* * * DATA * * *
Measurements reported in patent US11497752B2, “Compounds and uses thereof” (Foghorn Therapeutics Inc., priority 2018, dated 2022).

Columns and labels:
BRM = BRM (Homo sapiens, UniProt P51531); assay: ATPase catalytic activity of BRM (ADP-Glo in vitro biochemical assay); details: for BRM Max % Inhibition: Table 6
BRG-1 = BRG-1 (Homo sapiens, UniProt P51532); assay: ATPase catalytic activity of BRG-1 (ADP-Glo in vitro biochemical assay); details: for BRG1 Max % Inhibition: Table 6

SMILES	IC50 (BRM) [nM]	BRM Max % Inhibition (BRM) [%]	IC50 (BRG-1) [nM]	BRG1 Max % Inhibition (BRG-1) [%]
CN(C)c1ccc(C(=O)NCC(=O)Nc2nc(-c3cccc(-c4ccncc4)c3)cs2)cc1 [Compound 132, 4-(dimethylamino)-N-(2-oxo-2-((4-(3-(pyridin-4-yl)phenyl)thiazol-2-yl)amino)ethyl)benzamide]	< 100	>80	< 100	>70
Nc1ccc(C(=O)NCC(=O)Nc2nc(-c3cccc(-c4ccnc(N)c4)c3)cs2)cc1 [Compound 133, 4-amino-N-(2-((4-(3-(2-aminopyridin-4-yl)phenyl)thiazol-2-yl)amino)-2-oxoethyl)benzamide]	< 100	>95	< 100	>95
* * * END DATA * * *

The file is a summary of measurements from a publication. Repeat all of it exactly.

Measurements reported in patent US11497752B2, “Compounds and uses thereof” (Foghorn Therapeutics Inc., priority 2018, dated 2022).

Columns and labels:
BRM = BRM (Homo sapiens, UniProt P51531); assay: ATPase catalytic activity of BRM (ADP-Glo in vitro biochemical assay); details: for BRM Max % Inhibition: Table 6
BRG-1 = BRG-1 (Homo sapiens, UniProt P51532); assay: ATPase catalytic activity of BRG-1 (ADP-Glo in vitro biochemical assay); details: for BRG1 Max % Inhibition: Table 6

SMILES	IC50 (BRM) [nM]	BRM Max % Inhibition (BRM) [%]	IC50 (BRG-1) [nM]	BRG1 Max % Inhibition (BRG-1) [%]
CN(C)c1ccc(C(=O)NCC(=O)Nc2nc(-c3cccc(-c4ccncc4)c3)cs2)cc1 [Compound 132, 4-(dimethylamino)-N-(2-oxo-2-((4-(3-(pyridin-4-yl)phenyl)thiazol-2-yl)amino)ethyl)benzamide]	< 100	>80	< 100	>70
Nc1ccc(C(=O)NCC(=O)Nc2nc(-c3cccc(-c4ccnc(N)c4)c3)cs2)cc1 [Compound 133, 4-amino-N-(2-((4-(3-(2-aminopyridin-4-yl)phenyl)thiazol-2-yl)amino)-2-oxoethyl)benzamide]	< 100	>95	< 100	>95